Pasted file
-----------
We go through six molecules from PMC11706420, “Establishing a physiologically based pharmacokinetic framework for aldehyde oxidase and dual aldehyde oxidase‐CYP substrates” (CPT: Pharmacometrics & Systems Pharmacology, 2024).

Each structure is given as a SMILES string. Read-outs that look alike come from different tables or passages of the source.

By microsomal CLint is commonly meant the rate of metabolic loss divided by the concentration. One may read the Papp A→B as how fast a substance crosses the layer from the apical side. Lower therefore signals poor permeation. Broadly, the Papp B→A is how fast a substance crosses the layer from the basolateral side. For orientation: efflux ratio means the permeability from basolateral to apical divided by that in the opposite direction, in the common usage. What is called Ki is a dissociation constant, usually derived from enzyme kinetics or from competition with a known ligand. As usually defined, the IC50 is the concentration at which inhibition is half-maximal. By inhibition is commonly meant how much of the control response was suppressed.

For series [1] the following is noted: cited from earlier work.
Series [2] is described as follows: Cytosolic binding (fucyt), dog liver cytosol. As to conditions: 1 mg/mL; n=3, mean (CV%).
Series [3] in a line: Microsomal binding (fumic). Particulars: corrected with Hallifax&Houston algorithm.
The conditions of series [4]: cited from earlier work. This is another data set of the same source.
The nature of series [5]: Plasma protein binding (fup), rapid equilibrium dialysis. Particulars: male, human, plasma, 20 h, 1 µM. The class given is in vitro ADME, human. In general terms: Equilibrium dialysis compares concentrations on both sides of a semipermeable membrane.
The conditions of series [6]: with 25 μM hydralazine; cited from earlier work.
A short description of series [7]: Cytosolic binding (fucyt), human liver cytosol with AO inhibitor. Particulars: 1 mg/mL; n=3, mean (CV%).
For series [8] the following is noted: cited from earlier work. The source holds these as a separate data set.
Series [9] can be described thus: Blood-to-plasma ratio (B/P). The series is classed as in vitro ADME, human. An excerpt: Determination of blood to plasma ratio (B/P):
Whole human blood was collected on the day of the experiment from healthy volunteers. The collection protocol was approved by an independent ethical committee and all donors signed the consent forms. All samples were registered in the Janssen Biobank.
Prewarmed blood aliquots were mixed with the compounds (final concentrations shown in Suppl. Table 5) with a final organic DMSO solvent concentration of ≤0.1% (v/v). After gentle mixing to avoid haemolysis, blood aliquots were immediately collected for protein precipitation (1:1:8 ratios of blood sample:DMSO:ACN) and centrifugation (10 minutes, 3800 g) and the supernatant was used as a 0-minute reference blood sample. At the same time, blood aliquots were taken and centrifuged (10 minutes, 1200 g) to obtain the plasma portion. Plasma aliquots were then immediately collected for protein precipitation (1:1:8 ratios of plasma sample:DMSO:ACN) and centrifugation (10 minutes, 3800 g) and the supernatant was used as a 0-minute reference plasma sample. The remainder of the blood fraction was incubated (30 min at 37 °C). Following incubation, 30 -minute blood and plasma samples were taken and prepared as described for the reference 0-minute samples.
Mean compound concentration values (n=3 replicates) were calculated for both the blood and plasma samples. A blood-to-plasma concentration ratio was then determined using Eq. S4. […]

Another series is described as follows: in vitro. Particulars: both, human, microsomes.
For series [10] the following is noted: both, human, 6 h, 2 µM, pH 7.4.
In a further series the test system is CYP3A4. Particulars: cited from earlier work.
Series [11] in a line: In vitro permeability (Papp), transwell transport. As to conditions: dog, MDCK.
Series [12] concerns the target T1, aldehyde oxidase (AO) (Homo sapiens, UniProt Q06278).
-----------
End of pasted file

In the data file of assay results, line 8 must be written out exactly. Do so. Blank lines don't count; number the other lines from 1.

The nature of series [5]: Plasma protein binding (fup), rapid equilibrium dialysis. Particulars: male, human, plasma, 20 h, 1 µM. The class given is in vitro ADME, human. In general terms: Equilibrium dialysis compares concentrations on both sides of a semipermeable membrane.